Workers’ compensation laws of California have been significantly changed and benefits to injured workers have been dramatically reduced over the past several years in an effort to reduce insurance costs.  Major revisions to the law in 2005 and 2013 have been the most dramatic and complex changes since California adopted the system in 1913.

The workers' compensation case today is a different system of benefits than it has been historically in California, and the legal practitioner needs to find creative ways to work within the law to limit the influence of employers and insurers who try to reduce benefits that limit employees’ chances to get competent and complete medical care, keep his or her job, and return to full employment after an injury.

Injured workers whose cases are accepted get medical treatment and temporary disability compensation.  These cases seem straightforward until there are denials of medical care, delays of benefits, termination of payments and notices for the employee's signature that can either preserve important rights, or waive them.  An injured worker with a denied claim has an additional set of barriers to obtaining benefits and professional medical and legal advice may be required to obtain any benefits at all.

Treatment and compensation are seldom enough these days for the worker who is permanently partially disabled to transition from a good job that is physically demanding to a good job (or sometimes any job) that is less physically demanding where the funds are limited to $6,000 for skills training. We have vocational counselors available by referral to assist the search for a new job for serious injury cases.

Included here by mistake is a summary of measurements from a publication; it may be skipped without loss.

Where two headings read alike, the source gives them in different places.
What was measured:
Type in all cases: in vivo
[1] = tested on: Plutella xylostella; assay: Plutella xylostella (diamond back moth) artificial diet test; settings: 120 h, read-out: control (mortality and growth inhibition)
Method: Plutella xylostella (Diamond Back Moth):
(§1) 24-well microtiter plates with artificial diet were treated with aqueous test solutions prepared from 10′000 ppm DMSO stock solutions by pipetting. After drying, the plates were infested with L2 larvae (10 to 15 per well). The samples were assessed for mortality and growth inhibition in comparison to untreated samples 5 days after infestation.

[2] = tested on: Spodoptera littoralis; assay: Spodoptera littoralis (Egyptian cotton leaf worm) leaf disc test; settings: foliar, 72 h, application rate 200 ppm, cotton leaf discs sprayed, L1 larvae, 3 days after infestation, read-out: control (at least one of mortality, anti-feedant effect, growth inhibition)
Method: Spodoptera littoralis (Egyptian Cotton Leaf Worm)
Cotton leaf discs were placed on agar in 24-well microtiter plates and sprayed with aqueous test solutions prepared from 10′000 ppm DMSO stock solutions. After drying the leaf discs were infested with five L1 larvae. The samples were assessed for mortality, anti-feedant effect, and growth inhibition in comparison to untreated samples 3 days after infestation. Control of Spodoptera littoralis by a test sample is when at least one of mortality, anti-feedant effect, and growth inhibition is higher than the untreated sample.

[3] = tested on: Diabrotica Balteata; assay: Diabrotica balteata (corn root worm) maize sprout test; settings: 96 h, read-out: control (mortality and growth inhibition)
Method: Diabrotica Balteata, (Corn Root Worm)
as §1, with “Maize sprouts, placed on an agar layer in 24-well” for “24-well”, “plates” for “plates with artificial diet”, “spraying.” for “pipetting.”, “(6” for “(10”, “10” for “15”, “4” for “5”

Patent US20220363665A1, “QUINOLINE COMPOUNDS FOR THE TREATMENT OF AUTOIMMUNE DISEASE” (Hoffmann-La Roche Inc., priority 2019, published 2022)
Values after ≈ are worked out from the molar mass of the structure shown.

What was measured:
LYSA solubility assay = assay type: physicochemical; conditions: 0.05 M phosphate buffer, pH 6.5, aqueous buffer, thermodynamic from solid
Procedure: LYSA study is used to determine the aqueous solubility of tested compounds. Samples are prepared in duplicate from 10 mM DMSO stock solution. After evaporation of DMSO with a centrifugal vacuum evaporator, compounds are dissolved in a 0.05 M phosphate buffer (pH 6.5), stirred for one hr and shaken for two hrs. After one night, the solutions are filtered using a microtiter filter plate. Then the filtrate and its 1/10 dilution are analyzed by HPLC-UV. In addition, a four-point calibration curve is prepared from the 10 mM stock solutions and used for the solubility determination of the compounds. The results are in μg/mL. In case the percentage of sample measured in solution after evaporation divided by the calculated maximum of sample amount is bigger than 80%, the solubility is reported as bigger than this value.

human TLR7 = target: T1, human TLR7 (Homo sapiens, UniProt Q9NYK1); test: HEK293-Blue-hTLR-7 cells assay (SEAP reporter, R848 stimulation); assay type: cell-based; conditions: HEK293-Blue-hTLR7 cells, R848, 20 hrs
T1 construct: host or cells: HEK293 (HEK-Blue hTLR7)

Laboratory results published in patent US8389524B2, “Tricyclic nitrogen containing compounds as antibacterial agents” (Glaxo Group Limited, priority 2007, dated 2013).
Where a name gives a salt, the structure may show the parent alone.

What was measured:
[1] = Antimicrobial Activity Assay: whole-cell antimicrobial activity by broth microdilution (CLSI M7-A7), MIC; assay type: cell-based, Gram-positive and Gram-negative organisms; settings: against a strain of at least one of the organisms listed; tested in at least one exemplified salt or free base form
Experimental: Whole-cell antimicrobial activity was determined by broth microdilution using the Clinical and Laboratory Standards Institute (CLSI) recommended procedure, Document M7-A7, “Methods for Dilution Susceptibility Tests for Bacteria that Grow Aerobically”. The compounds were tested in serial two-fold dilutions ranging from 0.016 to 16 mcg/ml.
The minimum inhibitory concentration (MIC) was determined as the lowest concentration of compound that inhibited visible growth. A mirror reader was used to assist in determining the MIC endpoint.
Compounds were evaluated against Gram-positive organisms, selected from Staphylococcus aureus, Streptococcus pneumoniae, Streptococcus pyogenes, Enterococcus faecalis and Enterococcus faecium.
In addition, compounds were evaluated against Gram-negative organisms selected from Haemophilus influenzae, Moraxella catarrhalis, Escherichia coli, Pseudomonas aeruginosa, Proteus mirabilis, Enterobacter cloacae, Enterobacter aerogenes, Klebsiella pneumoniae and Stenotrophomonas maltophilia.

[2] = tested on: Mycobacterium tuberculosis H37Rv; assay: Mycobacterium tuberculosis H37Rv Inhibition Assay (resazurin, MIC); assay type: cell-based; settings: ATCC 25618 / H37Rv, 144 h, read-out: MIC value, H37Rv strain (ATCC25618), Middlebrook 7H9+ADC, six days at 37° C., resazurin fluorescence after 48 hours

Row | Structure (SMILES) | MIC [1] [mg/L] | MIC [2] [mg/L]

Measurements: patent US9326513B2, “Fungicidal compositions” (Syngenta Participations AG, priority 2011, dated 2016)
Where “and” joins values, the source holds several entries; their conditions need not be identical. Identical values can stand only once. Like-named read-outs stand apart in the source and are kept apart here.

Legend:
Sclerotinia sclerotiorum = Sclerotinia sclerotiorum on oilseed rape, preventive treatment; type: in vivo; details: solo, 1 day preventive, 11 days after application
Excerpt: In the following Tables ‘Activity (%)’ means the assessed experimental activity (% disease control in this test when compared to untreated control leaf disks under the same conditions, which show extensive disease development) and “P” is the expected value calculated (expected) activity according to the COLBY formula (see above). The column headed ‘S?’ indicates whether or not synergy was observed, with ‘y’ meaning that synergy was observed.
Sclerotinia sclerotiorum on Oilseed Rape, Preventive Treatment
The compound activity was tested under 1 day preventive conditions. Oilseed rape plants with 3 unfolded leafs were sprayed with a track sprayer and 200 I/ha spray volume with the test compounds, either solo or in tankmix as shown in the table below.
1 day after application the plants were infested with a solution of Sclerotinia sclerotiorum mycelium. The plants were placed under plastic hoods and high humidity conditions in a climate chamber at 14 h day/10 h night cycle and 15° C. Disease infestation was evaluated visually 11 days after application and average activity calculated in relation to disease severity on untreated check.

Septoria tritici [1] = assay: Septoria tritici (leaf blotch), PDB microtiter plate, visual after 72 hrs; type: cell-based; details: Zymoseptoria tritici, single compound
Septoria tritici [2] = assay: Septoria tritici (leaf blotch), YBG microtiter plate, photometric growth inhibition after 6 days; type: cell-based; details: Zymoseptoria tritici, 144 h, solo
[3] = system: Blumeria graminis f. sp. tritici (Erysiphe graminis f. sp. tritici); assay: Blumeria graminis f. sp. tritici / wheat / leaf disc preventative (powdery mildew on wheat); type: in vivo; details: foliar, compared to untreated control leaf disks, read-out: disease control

Our firm is committed to obtain for our clients all of the benefits which may be available under the law. While representing the needs of employees in their work injury claims, we have assisted clients in regard to return to work issues, reinstatement of work benefits, employer accommodations, and wrongful termination claims.

Disclaimer:  This web site is designed for general information only. The information presented at this site should not be construed to be formal legal advice or the formation of a lawyer/client relationship.